Over a five-month period, the pilot team at Waag supervised a group of students from the Amsterdam University of Applied Sciences in developing a digital mapping tool for the Pilot. This involved a number of explorations of the ASP to understand the user experience, after which the students tested various machine learning models and developed a prototype application that will be used during the pilot.
Working with a group of typical béta students, it was interesting to note how a mapping tool for biodiversity was initially hard to grasp for them. They did not identify with the ‘needs’ outlined by the pilot, namely to connect with nature. Based on the principle of ‘human in the loop’ processes in algorithm development, the students opened to the concept as the project progressed, learning to appreciate the combination of ‘hard’ data points and subjective labels to create a semantically rich system. This showed us how the ‘need’ for biodiversity and green spaces can develop in people during a project.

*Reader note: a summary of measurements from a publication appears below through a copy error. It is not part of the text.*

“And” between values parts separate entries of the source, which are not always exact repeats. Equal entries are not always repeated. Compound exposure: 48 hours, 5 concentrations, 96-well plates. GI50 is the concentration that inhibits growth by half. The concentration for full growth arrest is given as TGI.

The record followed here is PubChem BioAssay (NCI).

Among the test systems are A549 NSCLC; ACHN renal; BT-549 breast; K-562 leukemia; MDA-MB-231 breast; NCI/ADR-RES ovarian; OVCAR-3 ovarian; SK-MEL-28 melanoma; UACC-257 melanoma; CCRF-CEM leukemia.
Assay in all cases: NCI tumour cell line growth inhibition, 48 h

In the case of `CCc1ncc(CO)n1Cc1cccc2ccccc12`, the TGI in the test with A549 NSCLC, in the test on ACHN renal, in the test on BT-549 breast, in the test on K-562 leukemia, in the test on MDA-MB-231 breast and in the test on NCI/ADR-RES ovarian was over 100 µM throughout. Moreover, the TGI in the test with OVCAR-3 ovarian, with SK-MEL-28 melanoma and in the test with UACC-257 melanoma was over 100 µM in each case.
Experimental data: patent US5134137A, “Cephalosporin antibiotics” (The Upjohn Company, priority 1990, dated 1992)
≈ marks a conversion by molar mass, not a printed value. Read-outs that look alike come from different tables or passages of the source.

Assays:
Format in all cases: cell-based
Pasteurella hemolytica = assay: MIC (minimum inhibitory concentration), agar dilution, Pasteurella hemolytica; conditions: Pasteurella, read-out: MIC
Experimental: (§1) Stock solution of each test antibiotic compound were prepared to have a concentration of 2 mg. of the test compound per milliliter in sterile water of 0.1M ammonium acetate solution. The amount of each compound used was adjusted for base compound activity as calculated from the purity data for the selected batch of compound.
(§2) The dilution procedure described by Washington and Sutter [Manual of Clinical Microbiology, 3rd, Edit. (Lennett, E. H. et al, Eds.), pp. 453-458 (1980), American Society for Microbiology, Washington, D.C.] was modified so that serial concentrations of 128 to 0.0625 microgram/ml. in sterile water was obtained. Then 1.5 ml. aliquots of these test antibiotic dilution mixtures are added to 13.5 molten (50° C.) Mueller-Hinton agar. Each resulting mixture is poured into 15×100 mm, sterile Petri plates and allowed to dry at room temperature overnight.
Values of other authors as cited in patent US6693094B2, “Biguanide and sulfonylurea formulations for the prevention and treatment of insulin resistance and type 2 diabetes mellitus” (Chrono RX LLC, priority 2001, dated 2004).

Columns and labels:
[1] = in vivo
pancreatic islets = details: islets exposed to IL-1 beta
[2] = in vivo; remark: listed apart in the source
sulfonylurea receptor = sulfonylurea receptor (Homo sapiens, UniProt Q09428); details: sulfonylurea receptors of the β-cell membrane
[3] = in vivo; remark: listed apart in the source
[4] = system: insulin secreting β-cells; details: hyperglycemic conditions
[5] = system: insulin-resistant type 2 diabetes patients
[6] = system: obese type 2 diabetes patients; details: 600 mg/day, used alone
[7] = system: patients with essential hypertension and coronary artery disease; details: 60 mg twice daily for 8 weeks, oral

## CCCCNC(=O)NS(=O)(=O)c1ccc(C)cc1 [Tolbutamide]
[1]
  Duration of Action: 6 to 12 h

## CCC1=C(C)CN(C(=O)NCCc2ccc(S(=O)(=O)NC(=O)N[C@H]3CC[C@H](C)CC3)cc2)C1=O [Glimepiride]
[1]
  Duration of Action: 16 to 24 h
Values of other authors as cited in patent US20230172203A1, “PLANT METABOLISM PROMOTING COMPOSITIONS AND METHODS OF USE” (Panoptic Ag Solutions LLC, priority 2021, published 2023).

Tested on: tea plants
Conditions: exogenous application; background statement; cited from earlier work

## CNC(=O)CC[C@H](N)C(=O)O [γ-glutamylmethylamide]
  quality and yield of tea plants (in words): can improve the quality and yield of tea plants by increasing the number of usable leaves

The activity showed how a careful process of introduction can make people that have no initial affinity with the topic of biodiversity and ecology grow to engage with this viewpoint, which opens space for the pilot to engage with diverse stakeholders.
The activity builds operational capacity by providing a first version of a mapping tool that combines geotagged observations of biodiversity with subjective labels. This allows us to combine offline walks with generating an online database.
Overall, the activity supports the development of an alternative master plan (mission 3 of the pilot), allowing the pilot to index the living environment and relations between it and users of the park. This is a way to face the ‘challenge’ of complex governance; providing a single interface that can accommodate various perspectives.
- Alternative masterplan